Sabres still need a heavy hitter on 'D'
There is an old saying in sports: you make the same mistakes when you win as when you lose. For the Sabres, this is very true. Yes, they had their patented January swoon. However, there is something that is still very troubling to me. Back in June last year, I said the Sabres needed a big hitter like Rhett Warrener and needed to keep Jay McKee. True, McKee was certainly not worth $4 million a year, but who'd they get? My wife said it best in the home opener: "Sissy Spacek is a defenseman?" I thought it was funny, sadly so does the rest of the league. The Buffalo News said this could be the best defensive corps in Sabres history. No. Even with Richard Smehlik, the 1998-99 defense was far better.
Please, Mr. Regier, if there is any truth to the rumor of Bouwmeester for Biron, throw in Lydman and Kalinin for an extra bag of pucks. C'mon, Darcy, his first name is Jay after all.
Richard R. Charlap Jr.
Changes damaging hockey tradition
After reading in The News the possibility CBC will be bought out for broadcast rights for the NHL, I mused, "No Hockey Night in Canada theme on Saturday nights? No Satellite Hotstove? No Don Cherry?" Now the NHL brain trust introduced a new uniform "concept" at the All-Star Game to be mandated for use next year. Oh, the tradition flows. Anyone remember the "Cooperall" experiment with the full-length pants that gave that street hockey "look"?
Tradition is big in Canada. Tradition is genuine with hockey fans. These two new tangents will one way or another affect the league and its fans. It has affected this fan. The loss of "Hockey Night In Canada" along with a new uniform concept has some in the NHL front office trying to reinvent the wheel, and most of them are business people, not hockey people.
Here's one fan who hopes he lives to see tradition prevail over marketing. I get the strong feeling, I'm not alone.
Leonard W. Jaworski
Biron deserves more playing time
I am writing to show my displeasure on the handling of Marty Biron by Lindy Ruff. It is appalling that a great team player like Biron is relegated to warming the bench. Ruff is performing a deep injustice to a player who last year proved his worth by filling in for Ryan Miller. This year through the first half of the season he played in about a dozen games.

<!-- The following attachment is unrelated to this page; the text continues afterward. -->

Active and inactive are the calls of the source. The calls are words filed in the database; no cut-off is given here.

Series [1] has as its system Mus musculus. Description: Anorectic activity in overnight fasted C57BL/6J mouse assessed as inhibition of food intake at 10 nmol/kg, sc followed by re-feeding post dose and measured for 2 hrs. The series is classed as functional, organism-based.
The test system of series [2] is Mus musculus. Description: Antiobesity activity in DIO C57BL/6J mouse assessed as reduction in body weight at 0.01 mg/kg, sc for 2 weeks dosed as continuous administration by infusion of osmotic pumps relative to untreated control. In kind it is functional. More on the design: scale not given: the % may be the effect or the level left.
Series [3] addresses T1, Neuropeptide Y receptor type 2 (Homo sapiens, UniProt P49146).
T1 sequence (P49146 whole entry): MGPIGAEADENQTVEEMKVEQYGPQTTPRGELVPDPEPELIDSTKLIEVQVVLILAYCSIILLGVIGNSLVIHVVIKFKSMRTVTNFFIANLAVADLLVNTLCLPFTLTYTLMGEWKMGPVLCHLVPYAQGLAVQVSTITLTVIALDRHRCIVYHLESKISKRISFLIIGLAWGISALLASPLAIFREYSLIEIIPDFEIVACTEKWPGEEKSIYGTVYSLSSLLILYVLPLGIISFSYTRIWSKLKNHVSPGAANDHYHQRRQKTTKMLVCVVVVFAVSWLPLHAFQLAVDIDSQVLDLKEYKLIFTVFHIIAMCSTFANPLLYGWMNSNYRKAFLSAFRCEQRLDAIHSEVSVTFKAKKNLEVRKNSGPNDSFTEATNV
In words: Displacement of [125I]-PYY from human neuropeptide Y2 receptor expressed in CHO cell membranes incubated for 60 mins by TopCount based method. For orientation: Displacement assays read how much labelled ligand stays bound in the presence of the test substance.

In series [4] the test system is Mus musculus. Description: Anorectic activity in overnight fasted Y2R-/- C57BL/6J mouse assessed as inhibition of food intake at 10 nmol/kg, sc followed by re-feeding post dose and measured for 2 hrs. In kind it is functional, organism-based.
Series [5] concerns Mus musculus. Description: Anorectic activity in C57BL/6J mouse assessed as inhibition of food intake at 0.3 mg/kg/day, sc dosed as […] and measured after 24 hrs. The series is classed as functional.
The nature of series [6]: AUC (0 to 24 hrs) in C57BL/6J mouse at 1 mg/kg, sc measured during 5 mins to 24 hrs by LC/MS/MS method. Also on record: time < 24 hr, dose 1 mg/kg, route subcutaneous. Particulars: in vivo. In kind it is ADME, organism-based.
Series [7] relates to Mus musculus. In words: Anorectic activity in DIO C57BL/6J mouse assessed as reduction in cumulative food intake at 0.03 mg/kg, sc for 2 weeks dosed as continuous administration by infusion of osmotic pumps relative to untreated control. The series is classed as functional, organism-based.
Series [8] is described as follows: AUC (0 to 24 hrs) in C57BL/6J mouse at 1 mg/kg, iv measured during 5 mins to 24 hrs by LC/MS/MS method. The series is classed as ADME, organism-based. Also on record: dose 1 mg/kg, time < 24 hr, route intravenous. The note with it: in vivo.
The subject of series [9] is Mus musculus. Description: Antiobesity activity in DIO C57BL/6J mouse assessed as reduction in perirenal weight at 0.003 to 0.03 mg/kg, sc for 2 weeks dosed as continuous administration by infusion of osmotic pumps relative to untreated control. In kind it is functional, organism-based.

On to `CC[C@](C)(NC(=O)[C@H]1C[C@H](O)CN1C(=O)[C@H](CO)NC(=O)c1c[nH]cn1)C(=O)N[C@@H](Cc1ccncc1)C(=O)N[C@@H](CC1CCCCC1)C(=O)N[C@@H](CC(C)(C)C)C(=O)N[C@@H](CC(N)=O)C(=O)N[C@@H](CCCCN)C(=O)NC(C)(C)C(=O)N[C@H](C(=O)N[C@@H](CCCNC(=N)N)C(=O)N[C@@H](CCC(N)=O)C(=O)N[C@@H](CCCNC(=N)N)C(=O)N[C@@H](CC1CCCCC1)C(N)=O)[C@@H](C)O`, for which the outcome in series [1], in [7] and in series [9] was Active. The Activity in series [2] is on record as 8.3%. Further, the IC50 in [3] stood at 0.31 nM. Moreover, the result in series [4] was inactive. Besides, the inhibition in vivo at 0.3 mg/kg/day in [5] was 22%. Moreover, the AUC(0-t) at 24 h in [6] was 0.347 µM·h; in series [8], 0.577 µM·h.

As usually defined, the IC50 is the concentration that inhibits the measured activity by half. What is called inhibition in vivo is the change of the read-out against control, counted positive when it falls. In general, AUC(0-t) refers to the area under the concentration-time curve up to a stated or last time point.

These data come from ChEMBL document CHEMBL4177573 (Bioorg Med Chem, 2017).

Show some class, Darcy Regier and Ruff -- play Biron or trade him.
Make visiting fans feel at home in Buffalo
I was surprised to read a News article about how fans of visiting teams are treated at Bills home games, with incidents where fans wearing visiting team regalia have been mistreated. And, I was appalled to read a letter in this section suggesting that wearing the regalia of the visiting team means asking for trouble.
Is this a recent phenomenon? When I lived in Buffalo, we always treated visiting team fans with courtesy, or at least polite tolerance and amusement.
Now, living away from Buffalo, but with a passion for the Bills and Sabres, I have had opportunities to visit many other cities to cheer them on. Everywhere I have gone, except Philadelphia, I have worn some sort of Bills or Sabres regalia to the game. Although I have generally behaved in a more reserved manner than I would have had I been here, I have never encountered outright hostility or uncivilized treatment.
No one should be mistreated based on the clothing they wear. Everyone has the right to cheer for, and identify with, their team. Fans who attend games and support the Bills are there to celebrate and experience the civic pride in having the team, not to create a negative experience for others. The local fan base helps shape Buffalo's often fragile national image. Fans are goodwill ambassadors of the city and the team.
The Bills often talk about the importance of the 12th man; fans should try to create a high-energy environment in lending support to the team. But it is also the fan's collective responsibility to help maintain a civil, friendly and safe atmosphere in the seating area.
David I. Rothenberg
Cookie dropped a few crumbs
I've read a few of the "Take O.J. off the Wall of Fame while adding Lou Saban and Cookie Gilchrist to that wall" letters. I totally agree with the Lou Saban addition. I also really thought Gilchrist was a terrific player. Many a time I remember the announcers saying: "Carlton and Gilchrist set behind Warren Rabb. The give is to Gilchrist. There is no hole and he gets 5."
However, it also seems to me that Cookie refused to block in a playoff game against the Patriots for Jack Kemp because he thought Kemp wasn't giving him enough carries. I believe the quote from Gilchrist was something like, "I play for me."
Maybe Cookie was correct in his actions and compared to what is said and done these days it may have been trivial. However, is it enough to keep him off the Wall?
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